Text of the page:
Todd Ahern of Hamden, assistant professor of psychology at Quinnipiac University, has received a $70,000 National Alliance for Research and Schizophrenia and Depression Young Investigator Grant from the Brain Behavior Research Foundation.
Ahern and Quinnipiac students will investigate gene-by-environment interactions that could result in important differences in social behaviors. Ahern hypothesizes that early environmental factors, such as differences in early social experience, can interact with genes to shape adult social behaviors.
Using prairie voles, a well-established animal model for studying sociability, Ahern aims to demonstrate how different levels of social care received by offspring interact with their genes for oxytocin and vasopressin receptors, two brain systems involved that regulate sociality.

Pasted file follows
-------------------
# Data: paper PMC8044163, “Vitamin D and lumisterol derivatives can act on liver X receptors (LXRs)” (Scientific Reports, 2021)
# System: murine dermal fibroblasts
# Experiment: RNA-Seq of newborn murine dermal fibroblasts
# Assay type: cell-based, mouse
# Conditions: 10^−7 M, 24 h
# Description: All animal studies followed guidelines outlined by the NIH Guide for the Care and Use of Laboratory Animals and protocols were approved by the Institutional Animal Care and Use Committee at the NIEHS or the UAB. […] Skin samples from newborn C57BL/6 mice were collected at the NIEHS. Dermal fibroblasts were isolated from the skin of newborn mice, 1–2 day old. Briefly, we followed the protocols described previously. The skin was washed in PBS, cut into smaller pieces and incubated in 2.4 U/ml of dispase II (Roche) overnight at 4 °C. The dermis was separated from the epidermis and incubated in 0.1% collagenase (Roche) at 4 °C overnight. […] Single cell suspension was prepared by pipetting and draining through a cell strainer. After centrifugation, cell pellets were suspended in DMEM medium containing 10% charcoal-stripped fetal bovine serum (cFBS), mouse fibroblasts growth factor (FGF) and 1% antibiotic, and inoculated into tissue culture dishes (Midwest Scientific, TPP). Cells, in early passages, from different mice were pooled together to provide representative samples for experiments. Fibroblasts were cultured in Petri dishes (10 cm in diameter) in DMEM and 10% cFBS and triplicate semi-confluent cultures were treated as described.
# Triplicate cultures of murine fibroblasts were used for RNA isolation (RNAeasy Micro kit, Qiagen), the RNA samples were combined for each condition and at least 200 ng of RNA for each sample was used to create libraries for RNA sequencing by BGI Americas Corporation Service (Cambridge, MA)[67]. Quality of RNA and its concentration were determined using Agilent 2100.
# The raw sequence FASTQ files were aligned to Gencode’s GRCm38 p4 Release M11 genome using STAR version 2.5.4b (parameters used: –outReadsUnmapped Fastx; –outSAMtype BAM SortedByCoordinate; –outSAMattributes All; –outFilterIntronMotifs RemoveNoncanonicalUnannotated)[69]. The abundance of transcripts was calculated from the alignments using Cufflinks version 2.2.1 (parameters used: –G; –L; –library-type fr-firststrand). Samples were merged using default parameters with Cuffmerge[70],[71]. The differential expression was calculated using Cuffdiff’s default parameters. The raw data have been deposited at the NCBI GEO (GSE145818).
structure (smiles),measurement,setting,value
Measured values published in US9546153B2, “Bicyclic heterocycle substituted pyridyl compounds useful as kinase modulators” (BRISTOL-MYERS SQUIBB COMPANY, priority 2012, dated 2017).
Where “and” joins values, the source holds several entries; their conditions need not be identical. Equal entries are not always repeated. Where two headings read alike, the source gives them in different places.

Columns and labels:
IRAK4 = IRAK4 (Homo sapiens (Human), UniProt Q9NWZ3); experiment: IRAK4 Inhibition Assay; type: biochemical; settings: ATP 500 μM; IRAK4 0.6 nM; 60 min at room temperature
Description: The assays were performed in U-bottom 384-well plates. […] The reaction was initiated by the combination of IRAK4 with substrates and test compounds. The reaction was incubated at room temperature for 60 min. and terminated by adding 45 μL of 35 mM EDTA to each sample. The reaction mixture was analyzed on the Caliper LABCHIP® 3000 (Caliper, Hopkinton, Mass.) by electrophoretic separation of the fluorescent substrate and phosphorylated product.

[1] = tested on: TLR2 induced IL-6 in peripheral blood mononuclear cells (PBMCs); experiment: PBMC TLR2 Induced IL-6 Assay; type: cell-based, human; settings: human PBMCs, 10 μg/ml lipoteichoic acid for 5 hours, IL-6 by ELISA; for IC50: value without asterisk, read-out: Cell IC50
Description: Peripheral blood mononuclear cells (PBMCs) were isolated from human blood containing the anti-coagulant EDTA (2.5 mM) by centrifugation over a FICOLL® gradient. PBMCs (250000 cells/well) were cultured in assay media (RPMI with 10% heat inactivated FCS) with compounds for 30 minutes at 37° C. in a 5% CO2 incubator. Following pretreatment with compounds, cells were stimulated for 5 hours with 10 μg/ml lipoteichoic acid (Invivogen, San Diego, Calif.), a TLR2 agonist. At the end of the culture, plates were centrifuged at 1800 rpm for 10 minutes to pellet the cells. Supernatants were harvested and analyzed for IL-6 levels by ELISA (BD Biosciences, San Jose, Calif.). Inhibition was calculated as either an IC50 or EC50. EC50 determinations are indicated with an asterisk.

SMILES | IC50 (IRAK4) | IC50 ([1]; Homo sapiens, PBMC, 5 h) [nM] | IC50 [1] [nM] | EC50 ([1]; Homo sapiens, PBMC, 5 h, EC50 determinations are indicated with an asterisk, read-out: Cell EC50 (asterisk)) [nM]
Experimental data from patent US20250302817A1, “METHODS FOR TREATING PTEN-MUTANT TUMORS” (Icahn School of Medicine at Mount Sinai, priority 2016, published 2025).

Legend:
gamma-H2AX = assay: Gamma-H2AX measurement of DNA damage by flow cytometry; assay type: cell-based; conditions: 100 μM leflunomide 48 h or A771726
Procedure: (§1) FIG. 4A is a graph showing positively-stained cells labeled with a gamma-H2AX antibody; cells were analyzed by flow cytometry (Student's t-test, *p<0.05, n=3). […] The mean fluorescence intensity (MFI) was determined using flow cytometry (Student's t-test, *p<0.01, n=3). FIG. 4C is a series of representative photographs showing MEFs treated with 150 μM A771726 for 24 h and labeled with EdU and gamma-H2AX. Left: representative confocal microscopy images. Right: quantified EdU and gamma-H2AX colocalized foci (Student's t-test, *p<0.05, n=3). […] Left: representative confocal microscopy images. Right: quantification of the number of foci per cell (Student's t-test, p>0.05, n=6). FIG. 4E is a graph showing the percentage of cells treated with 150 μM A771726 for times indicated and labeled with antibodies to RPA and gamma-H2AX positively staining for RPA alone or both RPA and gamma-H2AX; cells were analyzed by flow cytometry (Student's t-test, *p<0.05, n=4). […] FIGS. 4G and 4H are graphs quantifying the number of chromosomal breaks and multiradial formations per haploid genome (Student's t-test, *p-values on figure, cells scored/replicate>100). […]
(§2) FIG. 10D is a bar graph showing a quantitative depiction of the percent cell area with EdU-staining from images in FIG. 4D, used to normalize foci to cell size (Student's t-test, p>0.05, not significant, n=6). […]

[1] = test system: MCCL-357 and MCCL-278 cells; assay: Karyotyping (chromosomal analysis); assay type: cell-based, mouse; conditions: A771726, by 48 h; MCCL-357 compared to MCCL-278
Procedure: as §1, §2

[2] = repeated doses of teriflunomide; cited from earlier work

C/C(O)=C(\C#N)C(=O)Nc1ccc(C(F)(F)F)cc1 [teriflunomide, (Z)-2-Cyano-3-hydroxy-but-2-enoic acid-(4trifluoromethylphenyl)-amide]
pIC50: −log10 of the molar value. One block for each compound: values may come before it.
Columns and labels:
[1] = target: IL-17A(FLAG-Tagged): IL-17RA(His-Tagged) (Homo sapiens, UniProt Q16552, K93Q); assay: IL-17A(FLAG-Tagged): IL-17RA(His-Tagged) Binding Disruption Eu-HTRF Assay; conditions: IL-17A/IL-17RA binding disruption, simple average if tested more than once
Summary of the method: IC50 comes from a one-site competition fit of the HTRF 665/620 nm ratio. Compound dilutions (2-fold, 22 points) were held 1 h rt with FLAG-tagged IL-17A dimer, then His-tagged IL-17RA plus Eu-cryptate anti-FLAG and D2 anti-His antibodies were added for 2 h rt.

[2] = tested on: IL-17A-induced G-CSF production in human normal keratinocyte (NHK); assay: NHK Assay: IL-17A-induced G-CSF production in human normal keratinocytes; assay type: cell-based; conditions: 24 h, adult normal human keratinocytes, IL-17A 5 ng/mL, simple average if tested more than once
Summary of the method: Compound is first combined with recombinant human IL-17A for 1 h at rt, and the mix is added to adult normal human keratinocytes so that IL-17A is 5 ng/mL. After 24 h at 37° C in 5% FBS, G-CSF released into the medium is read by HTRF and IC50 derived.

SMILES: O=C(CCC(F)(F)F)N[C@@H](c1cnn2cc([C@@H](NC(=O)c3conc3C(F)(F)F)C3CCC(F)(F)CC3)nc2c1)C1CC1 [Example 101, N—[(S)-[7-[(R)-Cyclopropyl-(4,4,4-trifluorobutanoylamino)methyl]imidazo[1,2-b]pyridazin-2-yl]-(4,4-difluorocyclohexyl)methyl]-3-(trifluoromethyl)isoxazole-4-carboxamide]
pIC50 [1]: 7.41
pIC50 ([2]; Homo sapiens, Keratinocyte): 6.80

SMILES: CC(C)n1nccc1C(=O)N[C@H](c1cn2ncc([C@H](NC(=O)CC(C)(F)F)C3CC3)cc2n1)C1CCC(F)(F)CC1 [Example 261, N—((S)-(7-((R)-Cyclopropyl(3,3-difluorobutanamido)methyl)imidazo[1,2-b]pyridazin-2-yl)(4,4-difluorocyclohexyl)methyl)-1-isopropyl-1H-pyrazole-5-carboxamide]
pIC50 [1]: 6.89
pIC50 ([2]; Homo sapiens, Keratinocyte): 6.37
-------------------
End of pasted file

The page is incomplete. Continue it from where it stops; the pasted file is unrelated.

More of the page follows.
A NARSAD grant is one of the highest distinctions in the field of mental health research. Many investigators go on to receive larger federal and private grants based on their grant projects. The two-year grants support a broad range of the best ideas in brain and behavior research. Funding is focused on three priority areas to better understand and treat mental illness, aiming toward prevention and ultimately cures: basic research, new technologies and next generation therapies.
Ahern, who joined Quinnipiac in 2011, has a bachelor’s degree in neuroscience and biology from Oberlin College and a doctoral degree in neuroscience from Emory University.